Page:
For those of you who are not familiar with the story, on Palm Sunday Jesus rode into Jerusalem on a donkey and people got all excited.  Then Jesus looked around and went back out to Bethany.  The next day he walked into Jerusalem and the text tells us he was hungry.  He saw a fig tree in the distance and it was blooming like crazy so he ran over to see if there were some figs to eat.  There weren’t any because fruit comes in the Summer and Passover is in Spring.  So Jesus got angry and cursed it.

The next day, Tuesday morning, Jesus was again walking into Jerusalem and his disciples noticed the tree was dead.  Jesus used the opportunity to lecture them about the power of faith and prayer or something like that.

The fig tree doesn’t come up again until Mark 13:28.  Jesus is in the middle of a long discourse about the upcoming destruction of Jerusalem and the temple.  He tells them to remember the lesson of the fig tree, that when it blooms it signals the nearness of summer.  Yet when that tree bloomed it signaled its imminent destruction.

So many scholars hold quite firmly that the fig tree is a living metaphor for the city of Jerusalem.  Its destruction is an early warning sign of Jerusalem’s fate.

The fig tree calls to mind Micah 7:1-2 where the prophet teaches that Jerusalem is like a fig tree with tons of leaves but no fruit.  One scholar even suggested the “leaves” calls to mind Palm Sunday.  The people came out and waved their branches for Jesus, but no fruitfulness came about because of it.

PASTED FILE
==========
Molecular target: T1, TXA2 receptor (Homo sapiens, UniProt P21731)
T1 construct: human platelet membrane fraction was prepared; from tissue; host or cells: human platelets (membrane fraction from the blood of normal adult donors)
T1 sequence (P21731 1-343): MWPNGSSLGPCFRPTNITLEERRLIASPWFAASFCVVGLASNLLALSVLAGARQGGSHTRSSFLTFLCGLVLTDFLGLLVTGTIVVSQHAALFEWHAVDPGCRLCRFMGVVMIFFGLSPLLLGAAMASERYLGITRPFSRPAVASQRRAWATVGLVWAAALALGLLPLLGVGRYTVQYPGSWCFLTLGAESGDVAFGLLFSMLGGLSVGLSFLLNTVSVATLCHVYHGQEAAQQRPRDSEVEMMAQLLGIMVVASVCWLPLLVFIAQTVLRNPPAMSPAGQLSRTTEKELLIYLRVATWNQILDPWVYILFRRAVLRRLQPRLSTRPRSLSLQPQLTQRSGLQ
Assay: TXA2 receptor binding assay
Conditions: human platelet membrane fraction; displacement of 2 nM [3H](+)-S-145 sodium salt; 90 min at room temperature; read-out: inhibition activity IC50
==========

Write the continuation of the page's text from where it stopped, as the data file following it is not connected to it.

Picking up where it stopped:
This is all further solidified by the fact that the temple curtain was torn in two when Jesus died, a sign that Jerusalem was no longer the center of worship but that God’s spirit was being blown to all parts of the world.

Killing fig trees and destroying cities and ripping temple curtains is very dark stuff, especially on a bright and sunny day usually devoted to harmless pranks.  Yet it is important in Holy Week to remember that the teachings of Jesus in Jerusalem were dark. Jesus spends much time talking about how horrific the imminent destruction of Jerusalem would be.  He calls it the “desolating sacrilege” and describes brother betraying brother to death.  And indeed the destruction of Jerusalem by the Romans only 40 years later was as horrific as Jesus described.

But the destruction of the temple in 69AD by the Romans did not hold back the presence of the Holy Spirit, for the Holy Spirit had all ready gone out from that place into the known world.

So it came about that the death of the fig tree that would not bear fruit caused much fruitfulness the world over.

As we draw nearer to the cross, to the great destruction of Jesus’ body, which itself is a temple, as we join in the suffering, the humiliation, the complete vulnerability of our God, may we know that Easter morning is about to triumph over the darkness and destruction and blow us to all parts of the world to bear much fruit.

See you all tomorrow for Maundy Thursday.